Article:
Unconditional Love

無條件的愛 is a common way to write "unconditional love" in Chinese.

Unconditional Love

Japan mu jou ken no ai
Unconditional Love

無條件の愛 is a common way to write "unconditional love" in Japanese.

Pure Love / Junai

Japan jun ai
Pure Love / Junai

純愛 is a Japanese word that means pure love.

純愛 is also a variety of female given names in Japan with these romanizations: Pyua; Hiroe; Sumie; Jun'ai; Ayame; Ayane.

Love Without Reason

China ài ér wú yóu
Love Without Reason

愛而無由 is how to write "love without reason" in Mandarin Chinese (using proper grammar, etc).

愛而無由 is not a commonly used, nor ancient phrase in Chinese.

The Karma/Fate/Destiny
that Brings Lovers Together

China yīn yuán
The Karma/Fate/Destiny / that Brings Lovers Together

These two characters mean, "Destiny that brings lovers together." It can also be translated technically as, "Predestined matrimonial affinity" (wow, talk about taking the romance out of this word - that was from the Oxford C-E dictionary).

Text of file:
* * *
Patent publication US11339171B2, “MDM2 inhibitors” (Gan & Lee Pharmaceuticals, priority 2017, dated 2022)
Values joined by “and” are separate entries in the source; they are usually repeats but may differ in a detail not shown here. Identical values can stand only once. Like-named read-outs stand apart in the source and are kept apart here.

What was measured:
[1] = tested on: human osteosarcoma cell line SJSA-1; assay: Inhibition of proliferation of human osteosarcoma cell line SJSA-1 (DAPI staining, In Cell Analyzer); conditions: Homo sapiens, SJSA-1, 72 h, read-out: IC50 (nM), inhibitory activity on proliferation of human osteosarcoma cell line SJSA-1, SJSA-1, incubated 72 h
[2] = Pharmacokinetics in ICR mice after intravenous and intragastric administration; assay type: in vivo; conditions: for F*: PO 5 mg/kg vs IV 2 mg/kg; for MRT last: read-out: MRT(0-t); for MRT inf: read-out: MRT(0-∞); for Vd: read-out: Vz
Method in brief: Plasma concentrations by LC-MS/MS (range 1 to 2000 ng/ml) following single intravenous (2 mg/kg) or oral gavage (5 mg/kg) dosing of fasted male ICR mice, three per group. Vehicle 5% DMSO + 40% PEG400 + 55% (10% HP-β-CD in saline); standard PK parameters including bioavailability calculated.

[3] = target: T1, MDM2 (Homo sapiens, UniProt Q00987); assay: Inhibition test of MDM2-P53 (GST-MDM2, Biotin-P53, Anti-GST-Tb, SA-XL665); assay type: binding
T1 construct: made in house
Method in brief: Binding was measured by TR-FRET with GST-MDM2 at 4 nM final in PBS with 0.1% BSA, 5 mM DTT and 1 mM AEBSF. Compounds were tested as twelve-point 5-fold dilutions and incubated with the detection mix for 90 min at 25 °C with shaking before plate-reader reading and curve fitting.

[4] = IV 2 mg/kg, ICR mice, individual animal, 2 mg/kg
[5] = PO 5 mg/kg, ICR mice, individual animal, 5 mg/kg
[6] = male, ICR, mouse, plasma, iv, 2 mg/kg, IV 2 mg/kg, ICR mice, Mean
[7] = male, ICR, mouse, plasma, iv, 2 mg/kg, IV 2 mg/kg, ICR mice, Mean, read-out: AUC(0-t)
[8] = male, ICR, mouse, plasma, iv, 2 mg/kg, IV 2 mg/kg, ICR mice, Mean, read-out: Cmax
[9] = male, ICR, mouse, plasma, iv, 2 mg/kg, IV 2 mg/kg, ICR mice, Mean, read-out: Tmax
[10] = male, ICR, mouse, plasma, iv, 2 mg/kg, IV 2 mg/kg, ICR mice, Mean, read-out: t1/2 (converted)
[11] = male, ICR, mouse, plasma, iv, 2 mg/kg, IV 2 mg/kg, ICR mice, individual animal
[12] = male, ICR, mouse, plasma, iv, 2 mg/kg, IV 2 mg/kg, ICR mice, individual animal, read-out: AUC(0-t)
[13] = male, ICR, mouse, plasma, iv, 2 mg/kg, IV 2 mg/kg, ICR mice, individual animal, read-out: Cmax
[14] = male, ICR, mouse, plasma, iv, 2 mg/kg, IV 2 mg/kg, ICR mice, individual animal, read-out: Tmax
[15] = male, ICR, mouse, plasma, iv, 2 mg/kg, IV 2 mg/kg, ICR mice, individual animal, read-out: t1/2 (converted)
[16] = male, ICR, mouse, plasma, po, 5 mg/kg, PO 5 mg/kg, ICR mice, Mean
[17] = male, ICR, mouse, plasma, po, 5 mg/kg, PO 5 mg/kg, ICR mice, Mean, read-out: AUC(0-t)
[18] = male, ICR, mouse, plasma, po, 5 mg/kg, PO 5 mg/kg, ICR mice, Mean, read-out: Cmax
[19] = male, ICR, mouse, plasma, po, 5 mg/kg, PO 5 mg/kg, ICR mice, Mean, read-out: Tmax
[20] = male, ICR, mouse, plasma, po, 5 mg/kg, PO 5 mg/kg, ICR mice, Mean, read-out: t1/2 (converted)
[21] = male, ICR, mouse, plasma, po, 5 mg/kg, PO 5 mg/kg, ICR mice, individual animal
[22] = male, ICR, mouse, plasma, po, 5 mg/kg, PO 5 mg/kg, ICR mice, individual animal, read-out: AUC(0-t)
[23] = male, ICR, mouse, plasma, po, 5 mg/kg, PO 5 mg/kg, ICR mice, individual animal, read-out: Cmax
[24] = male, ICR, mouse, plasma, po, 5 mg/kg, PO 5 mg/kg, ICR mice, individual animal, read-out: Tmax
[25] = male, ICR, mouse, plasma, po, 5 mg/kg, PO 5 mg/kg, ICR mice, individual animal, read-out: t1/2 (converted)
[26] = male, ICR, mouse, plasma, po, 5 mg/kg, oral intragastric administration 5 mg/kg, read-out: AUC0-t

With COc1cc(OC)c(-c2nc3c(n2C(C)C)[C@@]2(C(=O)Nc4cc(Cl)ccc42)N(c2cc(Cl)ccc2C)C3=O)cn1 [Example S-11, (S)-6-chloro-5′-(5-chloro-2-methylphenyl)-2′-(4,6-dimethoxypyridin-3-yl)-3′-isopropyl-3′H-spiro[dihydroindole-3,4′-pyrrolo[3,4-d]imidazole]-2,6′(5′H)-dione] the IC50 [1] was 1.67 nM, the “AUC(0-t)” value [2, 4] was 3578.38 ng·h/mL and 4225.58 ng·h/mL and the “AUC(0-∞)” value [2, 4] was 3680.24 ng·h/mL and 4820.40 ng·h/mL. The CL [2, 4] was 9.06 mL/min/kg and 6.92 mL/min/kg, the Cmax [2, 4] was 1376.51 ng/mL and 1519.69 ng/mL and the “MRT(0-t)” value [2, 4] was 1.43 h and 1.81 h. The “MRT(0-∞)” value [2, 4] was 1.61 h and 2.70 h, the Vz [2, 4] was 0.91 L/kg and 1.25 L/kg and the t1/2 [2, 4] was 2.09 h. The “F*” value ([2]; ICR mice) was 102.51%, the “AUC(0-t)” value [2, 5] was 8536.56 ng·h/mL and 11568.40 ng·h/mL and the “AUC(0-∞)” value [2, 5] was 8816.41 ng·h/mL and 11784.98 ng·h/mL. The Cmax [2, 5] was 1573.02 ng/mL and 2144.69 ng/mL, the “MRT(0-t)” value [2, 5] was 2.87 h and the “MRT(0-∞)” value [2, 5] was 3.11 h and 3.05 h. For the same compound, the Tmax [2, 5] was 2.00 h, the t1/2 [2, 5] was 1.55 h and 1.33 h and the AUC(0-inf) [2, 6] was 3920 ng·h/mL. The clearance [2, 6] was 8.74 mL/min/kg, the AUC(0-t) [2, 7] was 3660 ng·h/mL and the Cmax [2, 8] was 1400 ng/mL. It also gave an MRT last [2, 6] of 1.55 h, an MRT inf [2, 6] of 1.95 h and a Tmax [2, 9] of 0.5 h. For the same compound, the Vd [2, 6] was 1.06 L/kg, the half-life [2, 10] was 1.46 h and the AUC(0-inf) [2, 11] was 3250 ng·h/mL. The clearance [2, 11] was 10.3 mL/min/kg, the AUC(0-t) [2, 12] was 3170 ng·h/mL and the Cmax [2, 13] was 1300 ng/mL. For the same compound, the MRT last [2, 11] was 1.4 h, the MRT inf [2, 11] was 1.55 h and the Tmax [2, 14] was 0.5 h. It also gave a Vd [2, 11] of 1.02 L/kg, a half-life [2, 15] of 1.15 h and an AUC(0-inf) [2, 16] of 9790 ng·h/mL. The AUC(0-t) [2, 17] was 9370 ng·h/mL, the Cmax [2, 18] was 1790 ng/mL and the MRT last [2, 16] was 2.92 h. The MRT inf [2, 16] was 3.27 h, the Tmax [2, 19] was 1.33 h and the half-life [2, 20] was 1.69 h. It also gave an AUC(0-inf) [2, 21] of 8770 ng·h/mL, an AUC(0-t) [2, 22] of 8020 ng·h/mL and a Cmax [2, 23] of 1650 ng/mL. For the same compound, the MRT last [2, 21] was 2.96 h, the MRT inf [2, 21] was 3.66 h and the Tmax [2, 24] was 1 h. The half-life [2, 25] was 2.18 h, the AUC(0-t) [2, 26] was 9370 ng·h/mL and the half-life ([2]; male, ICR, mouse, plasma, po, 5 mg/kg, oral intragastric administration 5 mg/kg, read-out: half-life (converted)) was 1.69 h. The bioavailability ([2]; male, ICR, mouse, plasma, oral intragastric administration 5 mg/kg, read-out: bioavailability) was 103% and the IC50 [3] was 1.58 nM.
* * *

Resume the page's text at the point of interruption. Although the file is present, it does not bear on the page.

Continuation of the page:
Basically, this is talking about the fate (or karma) that brings a husband and wife together. I would translate this as "Together by fate" or "Joined by destiny" but in the context of marriage. You could use this for non-married lovers but the first character has a suggestion that this refers to those that are married.

Mercy / Compassion / Love

China
Japan ji
Mercy / Compassion / Love

慈 is the simplest way to express the idea of compassion. It can also mean love for your fellow humans, humanity, or living creatures. Sometimes this is extended to mean charity.

This term is often used with Buddhist or Christian context. The concept was also spoken of by Laozi (Lao Tzu) in the Dao De Jing (Tao Te Ching).

慈 is considered the direct translation of the Sanskrit word मैत्री (maitrī) Pali word मेत्ता (mettā). In this context, it means benevolence, loving-kindness, and good will.